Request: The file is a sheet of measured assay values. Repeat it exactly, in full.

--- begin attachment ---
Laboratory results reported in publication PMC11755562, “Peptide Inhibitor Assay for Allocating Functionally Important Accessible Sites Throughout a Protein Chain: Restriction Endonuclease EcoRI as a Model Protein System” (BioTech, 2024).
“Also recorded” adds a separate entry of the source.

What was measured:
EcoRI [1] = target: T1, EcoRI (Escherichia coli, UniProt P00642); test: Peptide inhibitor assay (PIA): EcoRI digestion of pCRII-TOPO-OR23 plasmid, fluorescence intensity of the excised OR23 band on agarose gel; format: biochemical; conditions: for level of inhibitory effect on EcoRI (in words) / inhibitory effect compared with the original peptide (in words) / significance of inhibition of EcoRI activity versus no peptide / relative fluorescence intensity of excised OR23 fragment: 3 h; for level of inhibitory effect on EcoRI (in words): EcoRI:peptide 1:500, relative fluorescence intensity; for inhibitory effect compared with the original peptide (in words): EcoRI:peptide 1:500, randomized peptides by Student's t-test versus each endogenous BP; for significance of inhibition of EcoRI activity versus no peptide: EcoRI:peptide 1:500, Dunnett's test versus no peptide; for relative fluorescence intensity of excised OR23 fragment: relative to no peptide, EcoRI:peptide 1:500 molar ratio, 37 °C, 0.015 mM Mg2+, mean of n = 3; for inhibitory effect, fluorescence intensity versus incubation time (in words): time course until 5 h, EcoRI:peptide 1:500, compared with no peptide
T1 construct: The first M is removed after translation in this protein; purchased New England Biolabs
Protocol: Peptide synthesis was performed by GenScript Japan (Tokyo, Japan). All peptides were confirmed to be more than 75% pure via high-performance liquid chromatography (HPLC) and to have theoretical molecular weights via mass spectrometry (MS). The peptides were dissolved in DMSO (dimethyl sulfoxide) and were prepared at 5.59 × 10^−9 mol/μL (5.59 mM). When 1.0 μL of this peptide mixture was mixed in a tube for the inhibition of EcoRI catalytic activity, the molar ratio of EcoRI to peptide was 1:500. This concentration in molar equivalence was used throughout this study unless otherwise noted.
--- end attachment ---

Laboratory results reported in publication PMC11755562, “Peptide Inhibitor Assay for Allocating Functionally Important Accessible Sites Throughout a Protein Chain: Restriction Endonuclease EcoRI as a Model Protein System” (BioTech, 2024).
“Also recorded” adds a separate entry of the source.

What was measured:
EcoRI [1] = target: T1, EcoRI (Escherichia coli, UniProt P00642); test: Peptide inhibitor assay (PIA): EcoRI digestion of pCRII-TOPO-OR23 plasmid, fluorescence intensity of the excised OR23 band on agarose gel; format: biochemical; conditions: for level of inhibitory effect on EcoRI (in words) / inhibitory effect compared with the original peptide (in words) / significance of inhibition of EcoRI activity versus no peptide / relative fluorescence intensity of excised OR23 fragment: 3 h; for level of inhibitory effect on EcoRI (in words): EcoRI:peptide 1:500, relative fluorescence intensity; for inhibitory effect compared with the original peptide (in words): EcoRI:peptide 1:500, randomized peptides by Student's t-test versus each endogenous BP; for significance of inhibition of EcoRI activity versus no peptide: EcoRI:peptide 1:500, Dunnett's test versus no peptide; for relative fluorescence intensity of excised OR23 fragment: relative to no peptide, EcoRI:peptide 1:500 molar ratio, 37 °C, 0.015 mM Mg2+, mean of n = 3; for inhibitory effect, fluorescence intensity versus incubation time (in words): time course until 5 h, EcoRI:peptide 1:500, compared with no peptide
T1 construct: The first M is removed after translation in this protein; purchased New England Biolabs
Protocol: Peptide synthesis was performed by GenScript Japan (Tokyo, Japan). All peptides were confirmed to be more than 75% pure via high-performance liquid chromatography (HPLC) and to have theoretical molecular weights via mass spectrometry (MS). The peptides were dissolved in DMSO (dimethyl sulfoxide) and were prepared at 5.59 × 10^−9 mol/μL (5.59 mM). When 1.0 μL of this peptide mixture was mixed in a tube for the inhibition of EcoRI catalytic activity, the molar ratio of EcoRI to peptide was 1:500. This concentration in molar equivalence was used throughout this study unless otherwise noted.